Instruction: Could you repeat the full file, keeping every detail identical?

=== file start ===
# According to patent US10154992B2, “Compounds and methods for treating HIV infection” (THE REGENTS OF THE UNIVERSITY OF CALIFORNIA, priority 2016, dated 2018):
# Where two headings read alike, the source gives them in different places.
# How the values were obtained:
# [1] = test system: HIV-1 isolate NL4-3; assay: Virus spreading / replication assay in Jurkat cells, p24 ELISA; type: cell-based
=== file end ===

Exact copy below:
# According to patent US10154992B2, “Compounds and methods for treating HIV infection” (THE REGENTS OF THE UNIVERSITY OF CALIFORNIA, priority 2016, dated 2018):
# Where two headings read alike, the source gives them in different places.
# How the values were obtained:
# [1] = test system: HIV-1 isolate NL4-3; assay: Virus spreading / replication assay in Jurkat cells, p24 ELISA; type: cell-based